A Beautiful Moment in Time

After writing Friday’s post about the harrowing experience that my husband and I managed to survive the night before, I was extremely emotional. But instead of marinating in negative feelings (as I’m often prone to do), I decided to throw on my hiking boots and visit Sweetwater Wetlands here in Tucson. (One of my all-time favorite stomping grounds, recommended by Rigel when I first started exploring the Sonoran Desert on foot.)

I got in the car and paired my phone (where my MP3 playlists are stored) to the blue-tooth. As I began my twenty-minute journey across town, a Christian song poured through the Civic’s speakers. (Christian music was Nicky’s thing; and after he died, I added a few of his favorite songs to my music library.) When it ended, another Christian artist began to sing… and then another and another.

This was odd, because my catalogue of this particular genre is not large enough to warrant more than one song in a hundred or so being chosen by the shuffle algorithm. In addition, each of the titles that played had a common theme: You are not alone, and things will get better.

As I stepped out on the trail “Tell Your Heart to Beat Again” by Danny Gokey thrummed through my headphones… and then YouTube Music got mysteriously wonky, and played the song three more times. The chorus goes like this:

Tell your heart to beat again
Close your eyes and breathe it in
Let the shadows fall away
Step into the light of grace
Yesterday’s a closing door
You don’t live there anymore
Say good-bye to where you’ve been
Tell your heart to beat again

Listening to these words, I looked up and saw a roadrunner dash across the trail ahead (a bird that is rarely seen in this particular park), and then a nest in the scrub brush that contained three baby roadrunners. This was a rare treat, and I smiled at them.

As I rounded the corner on the outermost loop of the trail, a gust of wind blew through the cottonwoods; and dozens of floating lil’ fluffy motes danced through the air. I stopped and watched them in awe (this is one of my favorite things to experience out there, but it rarely happens this late in the season). When they had all contentedly landed on the soft dirt below, I continued on.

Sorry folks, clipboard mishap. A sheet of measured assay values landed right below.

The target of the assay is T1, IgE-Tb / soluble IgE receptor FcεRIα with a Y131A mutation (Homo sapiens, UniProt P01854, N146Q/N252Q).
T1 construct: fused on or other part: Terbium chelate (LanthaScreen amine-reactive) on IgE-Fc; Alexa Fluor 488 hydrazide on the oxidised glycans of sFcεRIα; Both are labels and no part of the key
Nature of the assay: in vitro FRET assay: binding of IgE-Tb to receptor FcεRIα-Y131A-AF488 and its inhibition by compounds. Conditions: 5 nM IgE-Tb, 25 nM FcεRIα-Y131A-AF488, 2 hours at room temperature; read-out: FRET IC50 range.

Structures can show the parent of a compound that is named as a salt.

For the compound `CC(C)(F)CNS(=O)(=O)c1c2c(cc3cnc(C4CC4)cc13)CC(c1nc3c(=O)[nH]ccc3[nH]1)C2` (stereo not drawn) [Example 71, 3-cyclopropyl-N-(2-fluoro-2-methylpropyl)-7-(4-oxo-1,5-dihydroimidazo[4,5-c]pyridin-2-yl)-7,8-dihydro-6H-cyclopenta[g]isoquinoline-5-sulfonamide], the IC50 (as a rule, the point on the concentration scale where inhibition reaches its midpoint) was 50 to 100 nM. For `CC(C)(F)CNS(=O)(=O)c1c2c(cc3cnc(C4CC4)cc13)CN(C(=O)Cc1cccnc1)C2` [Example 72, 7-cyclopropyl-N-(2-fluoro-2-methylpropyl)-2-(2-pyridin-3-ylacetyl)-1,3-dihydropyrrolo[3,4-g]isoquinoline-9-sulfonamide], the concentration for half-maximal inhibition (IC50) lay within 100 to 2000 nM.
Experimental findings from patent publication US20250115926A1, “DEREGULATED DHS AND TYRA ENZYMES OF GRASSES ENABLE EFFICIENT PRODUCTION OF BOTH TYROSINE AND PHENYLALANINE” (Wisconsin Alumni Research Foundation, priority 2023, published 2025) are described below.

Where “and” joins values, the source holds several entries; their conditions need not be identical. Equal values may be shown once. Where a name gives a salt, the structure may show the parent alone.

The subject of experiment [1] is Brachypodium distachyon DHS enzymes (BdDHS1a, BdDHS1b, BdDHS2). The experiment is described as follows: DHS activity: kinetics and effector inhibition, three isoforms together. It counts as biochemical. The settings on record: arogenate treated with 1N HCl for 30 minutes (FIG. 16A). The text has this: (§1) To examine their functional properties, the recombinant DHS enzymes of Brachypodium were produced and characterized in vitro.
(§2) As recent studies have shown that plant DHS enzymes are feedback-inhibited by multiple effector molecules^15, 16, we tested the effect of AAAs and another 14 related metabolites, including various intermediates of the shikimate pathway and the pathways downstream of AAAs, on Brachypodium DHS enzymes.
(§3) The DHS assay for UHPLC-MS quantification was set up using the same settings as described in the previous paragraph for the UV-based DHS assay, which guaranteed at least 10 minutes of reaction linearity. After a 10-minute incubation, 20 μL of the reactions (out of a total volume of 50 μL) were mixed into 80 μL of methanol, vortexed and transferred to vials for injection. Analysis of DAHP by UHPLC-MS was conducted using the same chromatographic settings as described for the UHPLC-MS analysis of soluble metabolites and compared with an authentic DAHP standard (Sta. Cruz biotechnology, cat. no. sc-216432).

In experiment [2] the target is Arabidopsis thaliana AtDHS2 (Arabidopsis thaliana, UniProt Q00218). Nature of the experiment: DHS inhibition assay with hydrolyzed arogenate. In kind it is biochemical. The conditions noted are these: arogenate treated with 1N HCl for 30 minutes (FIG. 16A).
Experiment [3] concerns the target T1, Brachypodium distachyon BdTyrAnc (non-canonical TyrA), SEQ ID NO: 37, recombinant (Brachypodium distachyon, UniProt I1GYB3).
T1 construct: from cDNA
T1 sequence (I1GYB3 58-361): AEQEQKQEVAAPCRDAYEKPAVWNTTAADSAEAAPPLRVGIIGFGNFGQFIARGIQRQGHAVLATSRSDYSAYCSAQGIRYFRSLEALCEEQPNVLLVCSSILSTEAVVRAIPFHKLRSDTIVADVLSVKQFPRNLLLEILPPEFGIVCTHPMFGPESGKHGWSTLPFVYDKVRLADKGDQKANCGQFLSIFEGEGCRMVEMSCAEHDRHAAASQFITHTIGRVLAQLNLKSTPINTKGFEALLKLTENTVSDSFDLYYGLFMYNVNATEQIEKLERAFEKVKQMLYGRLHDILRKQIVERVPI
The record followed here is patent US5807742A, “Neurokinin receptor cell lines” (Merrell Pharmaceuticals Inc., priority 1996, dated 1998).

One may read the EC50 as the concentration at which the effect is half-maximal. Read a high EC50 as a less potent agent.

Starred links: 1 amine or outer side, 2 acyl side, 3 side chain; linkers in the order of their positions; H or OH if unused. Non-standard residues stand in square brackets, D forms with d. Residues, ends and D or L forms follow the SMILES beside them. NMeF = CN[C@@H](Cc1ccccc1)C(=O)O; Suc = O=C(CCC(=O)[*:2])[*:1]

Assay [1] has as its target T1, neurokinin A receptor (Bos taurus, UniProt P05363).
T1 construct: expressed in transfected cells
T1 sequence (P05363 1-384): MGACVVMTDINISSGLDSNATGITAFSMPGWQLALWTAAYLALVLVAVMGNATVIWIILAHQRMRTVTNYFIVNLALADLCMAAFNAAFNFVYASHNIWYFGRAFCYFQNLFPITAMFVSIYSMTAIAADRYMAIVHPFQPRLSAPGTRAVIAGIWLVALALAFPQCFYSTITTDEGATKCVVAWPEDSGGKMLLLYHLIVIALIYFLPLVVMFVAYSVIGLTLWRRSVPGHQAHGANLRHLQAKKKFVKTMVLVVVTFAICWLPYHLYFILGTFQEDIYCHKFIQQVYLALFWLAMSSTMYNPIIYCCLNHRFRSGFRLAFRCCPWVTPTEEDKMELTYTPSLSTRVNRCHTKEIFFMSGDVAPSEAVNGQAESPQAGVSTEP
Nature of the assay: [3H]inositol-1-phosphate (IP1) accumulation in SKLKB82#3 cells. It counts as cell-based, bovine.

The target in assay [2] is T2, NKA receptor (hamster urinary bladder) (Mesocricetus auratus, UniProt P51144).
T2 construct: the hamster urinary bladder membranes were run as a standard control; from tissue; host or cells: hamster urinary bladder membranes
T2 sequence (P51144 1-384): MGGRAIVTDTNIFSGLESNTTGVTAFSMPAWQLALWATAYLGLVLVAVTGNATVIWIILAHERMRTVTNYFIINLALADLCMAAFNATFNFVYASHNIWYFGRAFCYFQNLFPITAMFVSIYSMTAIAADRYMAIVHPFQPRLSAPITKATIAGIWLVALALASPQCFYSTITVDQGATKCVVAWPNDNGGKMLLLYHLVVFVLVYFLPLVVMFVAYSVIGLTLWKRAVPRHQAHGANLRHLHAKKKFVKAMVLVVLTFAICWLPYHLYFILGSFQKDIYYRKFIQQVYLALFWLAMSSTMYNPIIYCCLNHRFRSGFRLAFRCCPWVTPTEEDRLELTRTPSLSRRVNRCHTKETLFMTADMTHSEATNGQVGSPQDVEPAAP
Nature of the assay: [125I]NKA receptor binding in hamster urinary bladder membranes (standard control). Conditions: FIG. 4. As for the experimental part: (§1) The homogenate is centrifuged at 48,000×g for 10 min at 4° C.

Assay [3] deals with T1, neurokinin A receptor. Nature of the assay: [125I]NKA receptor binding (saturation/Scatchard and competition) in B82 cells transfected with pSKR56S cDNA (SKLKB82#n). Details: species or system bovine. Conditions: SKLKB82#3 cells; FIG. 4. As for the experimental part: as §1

A little over a mile and a half in to my hike, I decided to take a less-traveled, narrow path through the marsh grass and found myself face-to-face with one of the bobcat cubs that was born late last year. I gasped, and stood still as a statue. (I hadn’t seen any of the bobcats in months.) The fur-ball stopped too, and watched me for a time before traversing back into the grass from which it had come.

I walked another half a mile, and encountered a gorgeous black butterfly with iridescent blue markings at the tips of its wings. It flitted around me for a good five minutes before returning to the trees. It was the most beautiful butterfly I’d seen out there, and I nearly wept tears of joy.

I chose to take a route I don’t normally take in order to exit the wetlands, and a second bobcat cub graced me with its presence. She stalked with confidence across the bridge and tiptoed onto the park’s only sidewalk. I slowly sat down on the concrete and fished my phone out of my sports bra, hoping to take a picture of her before she disappeared.

To my surprise, she sat a few feet ahead of me and posed for a photograph. She remained quietly in my company until another couple approached from behind, oblivious to the fact that she was there. She scampered back into the brush at the sound of their footsteps and chatter, but I’d gotten to sit with her for nearly fifteen minutes.

I stood up and kissed the tattoo on my arm in reverence to Nicky. (It’s a piece of artwork that my brother drew. I had it inked into my skin shortly after losing him, and have developed a habit of kissing it when someone I’ve lost crosses my mind.)

My younger brother didn’t speak to me over the course of my expedition. There was none of the casual conversation or commentary on my form that usually accompanies me as I hike through the arid landscape of the desert; but I knew — I just knew — that the entire experience was Nicky’s doing.

He reminded me that there is beauty to be found beyond the tragedies of our existence, that missteps and words said in anger can be forgiven and forgotten, that life is filled with wonder — if we can only remember to look beyond ourselves.

As I dropped into the driver’s seat of my vehicle, I closed my eyes and took a deep breath… and that’s when I heard Nicky whisper, “There’s only one mistake you can’t come back from, Big Sis. Only one; and I don’t want you to make it. Your journey’s only just begun. Take it.”

So I will continue to fight against the Witch Bitch within; I will tattoo Nicky’s words on my heart, and try like hell not to make the same fatal mistake that he did.

Fuck. I miss him so much; but I’m ever-so grateful that he’s still with me.

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